Politicians have a knack for gaffes.
From US President Joe Biden’s faux pas to British PM Rishi Sunak’s indiscretion, the list of verbal misdeeds is long indeed.
For instance, Biden once referred to his vice-president Kamala Harris as “Camel”.
While Ms Camel … pardon me … Ms Harris may have forgiven her boss for the blunder, the Brits were less forgiving of Mr Sunak for boasting about his “whole range of bread” while Britain was experiencing its sharpest drop in the standard of living since the 1950s.
Malaysia too has her share of politicians who say the wrong things.
Gaffes come in many forms … from thoughtless and foolish to insolence and impudence.
Kedah mentri besar Sanusi Nor had one last Wednesday, and it wasn’t his first.
This time, he suggested that the Malaysian Anti-Corruption Commission take over the management of the Kedah Darul Aman Football Club and pay the players’ salaries.
He was commenting on the graft busters’ probe into a RM6 million graft case allegedly involving the Kedah Football Association (KFA).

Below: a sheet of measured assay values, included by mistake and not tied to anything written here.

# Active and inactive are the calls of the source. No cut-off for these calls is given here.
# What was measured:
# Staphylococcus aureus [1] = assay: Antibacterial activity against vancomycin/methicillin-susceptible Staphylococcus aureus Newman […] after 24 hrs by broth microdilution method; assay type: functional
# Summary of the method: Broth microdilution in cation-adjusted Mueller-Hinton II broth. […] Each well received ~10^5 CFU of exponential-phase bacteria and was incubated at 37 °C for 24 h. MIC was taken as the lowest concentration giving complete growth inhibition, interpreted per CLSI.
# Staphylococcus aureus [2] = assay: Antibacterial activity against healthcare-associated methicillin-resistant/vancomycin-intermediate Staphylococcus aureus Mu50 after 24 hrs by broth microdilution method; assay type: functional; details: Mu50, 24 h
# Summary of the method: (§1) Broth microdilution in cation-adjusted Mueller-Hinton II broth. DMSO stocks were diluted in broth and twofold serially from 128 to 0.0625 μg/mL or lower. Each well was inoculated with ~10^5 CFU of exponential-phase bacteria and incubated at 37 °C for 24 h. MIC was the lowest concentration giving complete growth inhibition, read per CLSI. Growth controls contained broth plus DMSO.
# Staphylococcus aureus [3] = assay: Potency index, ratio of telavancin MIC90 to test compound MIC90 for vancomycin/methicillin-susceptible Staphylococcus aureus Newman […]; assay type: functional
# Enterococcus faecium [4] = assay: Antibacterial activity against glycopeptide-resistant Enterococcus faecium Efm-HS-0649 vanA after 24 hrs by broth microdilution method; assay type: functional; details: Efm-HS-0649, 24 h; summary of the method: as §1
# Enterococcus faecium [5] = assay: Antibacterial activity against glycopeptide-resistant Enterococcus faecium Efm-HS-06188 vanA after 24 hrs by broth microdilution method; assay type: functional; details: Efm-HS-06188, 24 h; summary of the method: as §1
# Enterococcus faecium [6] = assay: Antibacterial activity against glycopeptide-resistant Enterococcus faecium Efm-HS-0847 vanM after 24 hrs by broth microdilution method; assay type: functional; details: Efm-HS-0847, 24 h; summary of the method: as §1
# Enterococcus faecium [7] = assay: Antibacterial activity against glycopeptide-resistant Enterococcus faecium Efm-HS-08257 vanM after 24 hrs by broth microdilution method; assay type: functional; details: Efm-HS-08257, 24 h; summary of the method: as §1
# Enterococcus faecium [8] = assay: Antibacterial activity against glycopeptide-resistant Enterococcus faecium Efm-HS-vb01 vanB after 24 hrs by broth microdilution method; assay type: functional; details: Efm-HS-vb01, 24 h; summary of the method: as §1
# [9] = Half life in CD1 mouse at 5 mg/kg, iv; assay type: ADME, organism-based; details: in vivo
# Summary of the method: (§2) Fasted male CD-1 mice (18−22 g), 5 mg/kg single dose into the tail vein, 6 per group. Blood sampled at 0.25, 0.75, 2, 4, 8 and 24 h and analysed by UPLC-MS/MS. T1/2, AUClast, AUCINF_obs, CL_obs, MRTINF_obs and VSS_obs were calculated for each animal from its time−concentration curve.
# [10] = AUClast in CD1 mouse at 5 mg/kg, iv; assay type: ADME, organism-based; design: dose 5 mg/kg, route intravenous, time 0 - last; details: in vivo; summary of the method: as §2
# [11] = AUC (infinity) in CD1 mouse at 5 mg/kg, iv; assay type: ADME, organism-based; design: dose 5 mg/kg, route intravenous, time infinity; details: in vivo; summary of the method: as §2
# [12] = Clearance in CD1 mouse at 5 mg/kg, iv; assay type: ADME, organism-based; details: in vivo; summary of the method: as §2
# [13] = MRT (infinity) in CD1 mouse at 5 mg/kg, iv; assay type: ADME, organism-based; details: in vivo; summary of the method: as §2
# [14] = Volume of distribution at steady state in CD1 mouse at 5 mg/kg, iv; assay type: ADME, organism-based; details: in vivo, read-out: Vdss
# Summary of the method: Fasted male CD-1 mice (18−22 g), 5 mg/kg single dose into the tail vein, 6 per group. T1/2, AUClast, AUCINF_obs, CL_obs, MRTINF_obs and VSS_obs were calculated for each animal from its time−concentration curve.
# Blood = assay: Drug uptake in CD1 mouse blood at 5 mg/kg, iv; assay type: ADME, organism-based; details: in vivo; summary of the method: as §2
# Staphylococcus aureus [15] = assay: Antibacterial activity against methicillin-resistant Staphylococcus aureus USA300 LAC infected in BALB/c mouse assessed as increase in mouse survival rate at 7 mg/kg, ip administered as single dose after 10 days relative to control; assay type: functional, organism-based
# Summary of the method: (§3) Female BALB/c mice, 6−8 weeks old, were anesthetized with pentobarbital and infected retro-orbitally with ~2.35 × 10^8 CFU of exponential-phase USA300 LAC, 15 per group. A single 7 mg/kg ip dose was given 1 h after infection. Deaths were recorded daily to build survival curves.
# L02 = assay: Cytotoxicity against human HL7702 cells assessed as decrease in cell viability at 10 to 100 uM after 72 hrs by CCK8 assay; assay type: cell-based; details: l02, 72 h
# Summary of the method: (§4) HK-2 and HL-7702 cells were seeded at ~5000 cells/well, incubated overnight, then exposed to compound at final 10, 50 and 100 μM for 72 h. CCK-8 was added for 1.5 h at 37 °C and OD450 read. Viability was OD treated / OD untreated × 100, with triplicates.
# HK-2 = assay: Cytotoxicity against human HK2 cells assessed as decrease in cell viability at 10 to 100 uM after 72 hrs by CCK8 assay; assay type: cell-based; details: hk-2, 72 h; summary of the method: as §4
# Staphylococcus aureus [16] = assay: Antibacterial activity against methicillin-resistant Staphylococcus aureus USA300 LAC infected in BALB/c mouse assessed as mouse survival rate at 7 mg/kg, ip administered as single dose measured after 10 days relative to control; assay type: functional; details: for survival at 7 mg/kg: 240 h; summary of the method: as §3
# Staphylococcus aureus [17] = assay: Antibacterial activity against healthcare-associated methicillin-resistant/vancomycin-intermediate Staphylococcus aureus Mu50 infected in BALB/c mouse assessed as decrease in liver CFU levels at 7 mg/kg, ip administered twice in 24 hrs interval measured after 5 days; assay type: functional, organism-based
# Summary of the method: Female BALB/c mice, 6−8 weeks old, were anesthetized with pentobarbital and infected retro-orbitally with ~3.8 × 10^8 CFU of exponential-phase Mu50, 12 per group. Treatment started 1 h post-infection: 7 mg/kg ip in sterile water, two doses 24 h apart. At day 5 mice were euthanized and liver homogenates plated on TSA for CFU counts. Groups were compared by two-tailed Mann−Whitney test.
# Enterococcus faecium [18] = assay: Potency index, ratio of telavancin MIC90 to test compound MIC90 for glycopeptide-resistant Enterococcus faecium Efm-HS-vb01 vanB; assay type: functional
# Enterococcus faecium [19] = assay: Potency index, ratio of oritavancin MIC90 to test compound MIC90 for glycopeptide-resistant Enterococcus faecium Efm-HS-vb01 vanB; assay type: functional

What a childish response.
But then again, Sanusi is president of the KFA and he probably didn’t take it well.
That was not his first, though.
In August 2021, when the Covid-19 pandemic was at its height, Sanusi told a press conference that there were enough funeral containers to go around and those who wanted could place orders by giving their names.
The statement he made was in response to questions on the high number of Covid-19 fatalities in the state. He later apologised for the remark.
Also on Wednesday, Petaling Jaya MP Lee Chean Chung suggested that those who have been saved from the clutches of human trafficking syndicates be barred from travelling abroad.
He said this was to prevent them from falling victim to the traffickers again.
It’s a case of punishing the victims and letting the perpetrators go free.
But they are not the only Malaysian who’s who to have uttered the wrong words at the wrong time.
In 1991, former finance minister Daim Zainuddin made a remark to the effect that the stock market would crash. It did the following day.
Of course gaffes are not confined to the realm of political misfire.
The regular Joe is equally prone to similar slips of the tongue. However, remarks by nobodies like you and I probably do no harm beyond our personal circles.
For everyone, including politicians, such slip-ups may not entirely be the fault of the mind.
But for those whose every word can move markets, cause anxiety, invite ridicule and, who knows, may even start a war, caution is advised.
The views expressed are those of the writer and do not necessarily reflect those of FMT.